The Legal Ombudsman compares well with similar schemes on case resolution speeds, client satisfaction and perceptions of fairness, but many complainants reject its findings and its cost per complaint is high, according to a study.
The Legal Services Board’s consumer body has come out strongly in favour of making it compulsory that the chairs of the frontline regulators are not drawn from the profession, saying it would help counter conservatism in liberalising the legal market.
The possibility of clients buying ‘top-up’ cover to fill the gaps in compulsory professional indemnity insurance has been floated by the Legal Services Board as it set the scene for a significant shake-up of current financial protection arrangements.
The Legal Ombudsman is to begin work on what types of complaints it should accept from non-clients amid reports of lawyers harassing third parties over alleged debts, violating their privacy and doling out abusive treatment in court.
A single regulator for all legal services providers and a single code of conduct is the way forward for the market, the Legal Services Consumer Panel argued today. It essentially recommended tearing up the Legal Services Act 2007 and starting again.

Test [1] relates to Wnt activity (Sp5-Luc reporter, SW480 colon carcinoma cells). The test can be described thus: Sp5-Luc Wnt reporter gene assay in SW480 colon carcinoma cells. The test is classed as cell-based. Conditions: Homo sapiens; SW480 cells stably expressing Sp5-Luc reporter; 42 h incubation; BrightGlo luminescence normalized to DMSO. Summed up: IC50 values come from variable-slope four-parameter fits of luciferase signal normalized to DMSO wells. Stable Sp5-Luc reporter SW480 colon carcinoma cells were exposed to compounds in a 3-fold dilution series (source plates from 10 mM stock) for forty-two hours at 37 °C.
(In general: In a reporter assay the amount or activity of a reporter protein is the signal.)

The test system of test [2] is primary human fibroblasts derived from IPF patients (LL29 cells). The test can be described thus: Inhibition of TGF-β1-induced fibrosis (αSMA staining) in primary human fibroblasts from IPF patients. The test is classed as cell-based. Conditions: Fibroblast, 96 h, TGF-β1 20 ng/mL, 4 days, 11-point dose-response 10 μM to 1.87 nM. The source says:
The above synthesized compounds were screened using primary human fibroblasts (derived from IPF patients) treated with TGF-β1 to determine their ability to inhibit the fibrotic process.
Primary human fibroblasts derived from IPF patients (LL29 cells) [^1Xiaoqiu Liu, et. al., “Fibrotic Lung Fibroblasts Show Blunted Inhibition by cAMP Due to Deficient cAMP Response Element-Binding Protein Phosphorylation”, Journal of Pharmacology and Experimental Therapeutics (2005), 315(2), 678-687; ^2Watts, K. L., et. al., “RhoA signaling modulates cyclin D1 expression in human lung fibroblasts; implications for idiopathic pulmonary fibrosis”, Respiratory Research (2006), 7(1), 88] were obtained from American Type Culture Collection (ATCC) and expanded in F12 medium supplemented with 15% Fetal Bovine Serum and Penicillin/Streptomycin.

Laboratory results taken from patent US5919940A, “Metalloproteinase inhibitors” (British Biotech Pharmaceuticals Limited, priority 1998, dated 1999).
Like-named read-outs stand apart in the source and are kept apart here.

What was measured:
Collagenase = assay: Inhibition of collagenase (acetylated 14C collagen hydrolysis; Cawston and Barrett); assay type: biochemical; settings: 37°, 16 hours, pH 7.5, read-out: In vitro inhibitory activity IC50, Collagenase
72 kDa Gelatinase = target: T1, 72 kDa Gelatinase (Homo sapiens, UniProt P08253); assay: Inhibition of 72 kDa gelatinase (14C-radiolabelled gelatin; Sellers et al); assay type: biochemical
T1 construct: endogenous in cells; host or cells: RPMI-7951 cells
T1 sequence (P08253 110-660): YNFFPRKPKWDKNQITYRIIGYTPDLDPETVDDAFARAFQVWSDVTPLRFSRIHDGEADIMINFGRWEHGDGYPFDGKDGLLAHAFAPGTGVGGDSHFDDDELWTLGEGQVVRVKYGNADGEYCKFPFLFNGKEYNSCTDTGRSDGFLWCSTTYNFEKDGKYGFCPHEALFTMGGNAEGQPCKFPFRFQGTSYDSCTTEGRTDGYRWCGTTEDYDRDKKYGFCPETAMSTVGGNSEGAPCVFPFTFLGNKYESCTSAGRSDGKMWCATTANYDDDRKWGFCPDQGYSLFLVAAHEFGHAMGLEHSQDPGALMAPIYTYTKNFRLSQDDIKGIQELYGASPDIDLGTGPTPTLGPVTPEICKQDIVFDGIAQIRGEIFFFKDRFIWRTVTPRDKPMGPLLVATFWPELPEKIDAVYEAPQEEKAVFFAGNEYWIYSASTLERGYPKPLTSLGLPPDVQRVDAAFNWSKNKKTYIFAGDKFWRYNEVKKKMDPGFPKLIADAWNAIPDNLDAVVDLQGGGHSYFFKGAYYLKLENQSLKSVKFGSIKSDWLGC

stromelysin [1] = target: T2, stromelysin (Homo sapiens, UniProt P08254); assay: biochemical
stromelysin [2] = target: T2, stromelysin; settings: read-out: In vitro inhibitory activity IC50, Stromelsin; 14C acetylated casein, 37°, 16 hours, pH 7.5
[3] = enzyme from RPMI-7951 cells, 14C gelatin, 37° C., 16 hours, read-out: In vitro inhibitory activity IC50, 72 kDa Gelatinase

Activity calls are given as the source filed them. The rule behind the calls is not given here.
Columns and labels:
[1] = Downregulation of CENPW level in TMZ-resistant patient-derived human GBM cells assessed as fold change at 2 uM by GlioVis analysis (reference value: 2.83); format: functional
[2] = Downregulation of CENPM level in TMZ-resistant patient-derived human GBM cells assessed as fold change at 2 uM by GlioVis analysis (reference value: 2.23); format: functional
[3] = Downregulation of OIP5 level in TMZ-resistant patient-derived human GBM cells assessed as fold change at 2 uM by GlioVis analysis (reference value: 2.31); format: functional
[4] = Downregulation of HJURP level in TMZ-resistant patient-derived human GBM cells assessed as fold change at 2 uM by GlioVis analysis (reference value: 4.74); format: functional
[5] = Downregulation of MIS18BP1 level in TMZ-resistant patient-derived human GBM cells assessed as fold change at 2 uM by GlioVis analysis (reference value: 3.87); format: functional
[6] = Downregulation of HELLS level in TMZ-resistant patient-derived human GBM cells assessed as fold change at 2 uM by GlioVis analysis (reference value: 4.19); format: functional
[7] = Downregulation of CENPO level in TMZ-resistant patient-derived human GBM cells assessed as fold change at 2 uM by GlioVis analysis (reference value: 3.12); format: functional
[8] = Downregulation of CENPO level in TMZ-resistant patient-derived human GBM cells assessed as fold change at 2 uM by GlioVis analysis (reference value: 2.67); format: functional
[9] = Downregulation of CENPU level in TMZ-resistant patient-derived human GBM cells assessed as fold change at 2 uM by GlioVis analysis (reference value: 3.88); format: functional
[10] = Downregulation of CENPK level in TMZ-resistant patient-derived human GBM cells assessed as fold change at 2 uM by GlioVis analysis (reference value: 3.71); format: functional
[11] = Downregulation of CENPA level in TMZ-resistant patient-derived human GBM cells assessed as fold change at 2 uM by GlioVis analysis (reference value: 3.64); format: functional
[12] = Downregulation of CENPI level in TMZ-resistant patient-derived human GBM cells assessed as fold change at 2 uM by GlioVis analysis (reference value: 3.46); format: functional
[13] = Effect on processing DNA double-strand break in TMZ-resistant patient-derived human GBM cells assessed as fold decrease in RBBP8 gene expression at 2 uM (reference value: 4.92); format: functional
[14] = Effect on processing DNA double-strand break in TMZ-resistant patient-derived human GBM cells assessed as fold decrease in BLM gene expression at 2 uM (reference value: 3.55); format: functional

The Legal Services Consumer Panel has questioned the Law Society’s strong reaction to its recommendation that the possibility of a single compensation fund across the legal profession be explored, including whether the society has actually read all of its work on the issue.
The Law Society has dismissed the Legal Services Consumer Panel’s call to consider a single compensation fund for all legal service providers. It claimed that the panel’s report “lacks the degree of rigour necessary for it to be considered seriously”.
Confidence in lawyers’ honesty and in their handling of complaints has fallen for the second year running, although people who have actually bought legal services remain happy with their own lawyer, a survey has found.
At the Council for Licensed Conveyancers, we are keen to see more change in the regulation and delivery of legal services before we see a reduction in the number of regulators. But there is one area that we do think is ripe for simplification now and that is in the arrangements for compensation. A single compensation fund across all regulators would bring real consumer benefits and reduce regulatory costs.
Close to half of consumers of legal services are not satisfied with the value for money they received, with probate providing the least satisfaction and will writing the most, according to research. Just 57% considered they received value for money on average.